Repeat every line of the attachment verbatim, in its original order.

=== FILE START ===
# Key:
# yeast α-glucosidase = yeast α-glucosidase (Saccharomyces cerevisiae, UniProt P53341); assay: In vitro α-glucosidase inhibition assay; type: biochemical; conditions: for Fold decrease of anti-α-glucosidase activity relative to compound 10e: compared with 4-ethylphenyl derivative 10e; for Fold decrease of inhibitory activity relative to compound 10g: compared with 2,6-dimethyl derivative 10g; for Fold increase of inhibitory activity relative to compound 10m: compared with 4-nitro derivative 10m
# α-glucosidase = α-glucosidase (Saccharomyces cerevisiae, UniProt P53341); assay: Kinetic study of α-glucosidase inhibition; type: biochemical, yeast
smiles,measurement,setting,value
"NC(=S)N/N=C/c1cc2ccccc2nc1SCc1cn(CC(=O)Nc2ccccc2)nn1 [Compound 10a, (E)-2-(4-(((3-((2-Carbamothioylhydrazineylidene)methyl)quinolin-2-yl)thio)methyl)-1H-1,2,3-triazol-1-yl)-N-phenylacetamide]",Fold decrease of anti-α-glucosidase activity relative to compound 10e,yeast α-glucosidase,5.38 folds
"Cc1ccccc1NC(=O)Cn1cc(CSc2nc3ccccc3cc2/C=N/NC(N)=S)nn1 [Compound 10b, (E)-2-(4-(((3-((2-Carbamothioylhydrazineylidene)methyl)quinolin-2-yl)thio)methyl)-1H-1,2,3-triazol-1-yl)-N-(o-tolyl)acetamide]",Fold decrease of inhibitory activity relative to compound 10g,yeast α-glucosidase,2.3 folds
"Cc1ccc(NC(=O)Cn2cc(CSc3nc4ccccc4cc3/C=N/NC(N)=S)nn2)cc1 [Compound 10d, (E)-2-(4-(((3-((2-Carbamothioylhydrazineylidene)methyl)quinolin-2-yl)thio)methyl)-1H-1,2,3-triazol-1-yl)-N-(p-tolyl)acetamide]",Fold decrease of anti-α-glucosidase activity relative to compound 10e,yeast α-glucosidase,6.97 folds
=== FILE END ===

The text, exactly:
# Key:
# yeast α-glucosidase = yeast α-glucosidase (Saccharomyces cerevisiae, UniProt P53341); assay: In vitro α-glucosidase inhibition assay; type: biochemical; conditions: for Fold decrease of anti-α-glucosidase activity relative to compound 10e: compared with 4-ethylphenyl derivative 10e; for Fold decrease of inhibitory activity relative to compound 10g: compared with 2,6-dimethyl derivative 10g; for Fold increase of inhibitory activity relative to compound 10m: compared with 4-nitro derivative 10m
# α-glucosidase = α-glucosidase (Saccharomyces cerevisiae, UniProt P53341); assay: Kinetic study of α-glucosidase inhibition; type: biochemical, yeast
smiles,measurement,setting,value
"NC(=S)N/N=C/c1cc2ccccc2nc1SCc1cn(CC(=O)Nc2ccccc2)nn1 [Compound 10a, (E)-2-(4-(((3-((2-Carbamothioylhydrazineylidene)methyl)quinolin-2-yl)thio)methyl)-1H-1,2,3-triazol-1-yl)-N-phenylacetamide]",Fold decrease of anti-α-glucosidase activity relative to compound 10e,yeast α-glucosidase,5.38 folds
"Cc1ccccc1NC(=O)Cn1cc(CSc2nc3ccccc3cc2/C=N/NC(N)=S)nn1 [Compound 10b, (E)-2-(4-(((3-((2-Carbamothioylhydrazineylidene)methyl)quinolin-2-yl)thio)methyl)-1H-1,2,3-triazol-1-yl)-N-(o-tolyl)acetamide]",Fold decrease of inhibitory activity relative to compound 10g,yeast α-glucosidase,2.3 folds
"Cc1ccc(NC(=O)Cn2cc(CSc3nc4ccccc4cc3/C=N/NC(N)=S)nn2)cc1 [Compound 10d, (E)-2-(4-(((3-((2-Carbamothioylhydrazineylidene)methyl)quinolin-2-yl)thio)methyl)-1H-1,2,3-triazol-1-yl)-N-(p-tolyl)acetamide]",Fold decrease of anti-α-glucosidase activity relative to compound 10e,yeast α-glucosidase,6.97 folds